William Donaldson’s “Pipers”: a new loved book in my library



Let’s get this over with at the start – the boiler plate line from almost any positive review of a book that lands in the orbit of the piping world:  the “new edition” of William Donaldson’s Pipers: A Guide to the Players and Music of The Great Highland Bagpipe, released earlier this year by Edinburgh’s Birlinn, is an absolute must for any piper’s library. There: said and meant.

I own the first edition of this book, I guess, really, a first edition of the first edition of Pipers, published in 2004. This copy, with cover featuring a study of Willie McCallum in acute mid-performance concentration, has – I’m a little embarrassed to admit – the distinct look of most of my university text books: perused but barely cracked. Unloved in my bookcase. Thanks to bagpipe.news I’ve found myself with a second chance of sorts to properly read Donaldson’s work. Willie McCallum’s been relegated from the cover of the new edition and a romantic painting, “Major Grant’s Piper”, bedecks the cover (though with blowpipe at a crazy corner-of-mouth cant that has always puzzled me: how can pipers play like this? I digress).

In his research, thinking and publications, William Donaldson has done more than most to add to the published body of knowledge of the Great Highland Bagpipe. His The Highland Pipe and Scottish Society 1750-1950 (Tuckwell, 1999) is a seminal piece of writing that, among other things, enables easy access to piping history and tradition to students and enthusiasts.

As you should expect from a noted academic (he is an honourary member of the Association for Scottish Literary Studies) Donaldson’s research is thorough and from that comes some of the most appealing elements to his latest book, Pipers. While the first 20 pages or so was a slow start for me (I acknowledge these pages include necessary context and groundwork on the instrument for any non-piping reader) the book is beautifully written drawing on an engaging, articulate and distinctly insightful approach.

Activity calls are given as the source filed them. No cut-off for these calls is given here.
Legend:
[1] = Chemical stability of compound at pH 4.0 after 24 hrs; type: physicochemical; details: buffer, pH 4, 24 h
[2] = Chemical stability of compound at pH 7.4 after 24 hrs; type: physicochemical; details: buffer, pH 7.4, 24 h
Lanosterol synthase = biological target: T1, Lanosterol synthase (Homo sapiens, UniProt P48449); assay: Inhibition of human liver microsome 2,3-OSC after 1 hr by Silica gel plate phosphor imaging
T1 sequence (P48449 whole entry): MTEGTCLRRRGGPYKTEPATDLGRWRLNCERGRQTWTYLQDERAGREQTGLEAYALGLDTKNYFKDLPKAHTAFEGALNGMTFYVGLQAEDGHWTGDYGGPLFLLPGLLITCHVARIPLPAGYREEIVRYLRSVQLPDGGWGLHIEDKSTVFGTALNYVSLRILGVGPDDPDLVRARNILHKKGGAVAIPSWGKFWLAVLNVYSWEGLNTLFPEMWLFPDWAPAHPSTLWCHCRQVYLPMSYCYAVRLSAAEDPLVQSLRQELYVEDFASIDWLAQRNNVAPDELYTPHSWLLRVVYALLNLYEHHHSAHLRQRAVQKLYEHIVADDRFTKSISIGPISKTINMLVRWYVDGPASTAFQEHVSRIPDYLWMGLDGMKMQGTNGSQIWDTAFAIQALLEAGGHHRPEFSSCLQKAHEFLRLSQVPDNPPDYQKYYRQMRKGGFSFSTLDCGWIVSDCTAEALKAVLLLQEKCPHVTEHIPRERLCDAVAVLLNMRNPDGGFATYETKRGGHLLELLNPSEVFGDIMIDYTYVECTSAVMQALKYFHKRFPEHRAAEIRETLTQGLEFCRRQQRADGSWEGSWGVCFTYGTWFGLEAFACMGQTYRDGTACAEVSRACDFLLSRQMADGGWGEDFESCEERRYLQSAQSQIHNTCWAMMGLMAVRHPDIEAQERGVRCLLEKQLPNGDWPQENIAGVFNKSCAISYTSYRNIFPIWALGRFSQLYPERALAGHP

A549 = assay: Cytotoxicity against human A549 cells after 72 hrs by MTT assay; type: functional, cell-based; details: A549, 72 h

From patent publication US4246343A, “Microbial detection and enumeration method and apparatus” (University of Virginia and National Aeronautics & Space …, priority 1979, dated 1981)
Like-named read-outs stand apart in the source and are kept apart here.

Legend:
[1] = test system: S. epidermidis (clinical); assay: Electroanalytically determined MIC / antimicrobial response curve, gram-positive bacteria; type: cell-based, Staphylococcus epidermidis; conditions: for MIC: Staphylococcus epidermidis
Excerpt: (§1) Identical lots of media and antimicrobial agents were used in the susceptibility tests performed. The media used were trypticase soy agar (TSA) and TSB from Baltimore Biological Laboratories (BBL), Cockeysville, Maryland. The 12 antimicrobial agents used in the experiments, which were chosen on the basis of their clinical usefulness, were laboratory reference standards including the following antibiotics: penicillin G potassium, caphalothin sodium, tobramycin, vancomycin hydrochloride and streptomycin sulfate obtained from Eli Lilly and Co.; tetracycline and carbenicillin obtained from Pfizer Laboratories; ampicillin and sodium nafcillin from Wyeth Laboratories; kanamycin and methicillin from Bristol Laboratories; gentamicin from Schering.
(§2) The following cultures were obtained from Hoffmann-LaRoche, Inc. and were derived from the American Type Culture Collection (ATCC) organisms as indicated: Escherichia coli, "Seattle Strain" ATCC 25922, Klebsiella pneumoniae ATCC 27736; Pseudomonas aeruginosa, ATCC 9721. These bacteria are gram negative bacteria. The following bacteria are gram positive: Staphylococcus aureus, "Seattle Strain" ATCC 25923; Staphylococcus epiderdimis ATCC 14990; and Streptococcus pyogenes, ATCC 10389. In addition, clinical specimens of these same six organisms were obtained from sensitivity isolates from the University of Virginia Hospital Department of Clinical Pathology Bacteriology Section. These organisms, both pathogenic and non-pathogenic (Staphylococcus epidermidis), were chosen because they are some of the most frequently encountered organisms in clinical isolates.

His discussion of oral tradition alongside the perceived merits of rural-urban field sources is superb reading, “… the central notion,” he writes, “is that writing and print are corrupting agencies … folklorists have therefore tended to act on the principle ‘oral good; written bad’. In checking noted mid-twentieth century researcher, Calum MacLean’s 1959 field recording of one, Donald Kennedy, “noted tradition-bearer and piper” and his story connected to the piobaireachd, A Flame of Wrath for Squinting Patrick, Donaldson found Kennedy’s story, “… incident for incident, that published by the Aberdonian journalist James Logan in Angus MacKay’s Ancient Piobaireachd (1838)”. Donaldson contends that, “At some stage the possibility may have to be faced that much of what has been gathered up into the tape-recorded archives of the School of Scottish Studies during the past half-century … may be little more than oralised transcripts from the columns of The Oban Times”. A tantalising thought, indeed.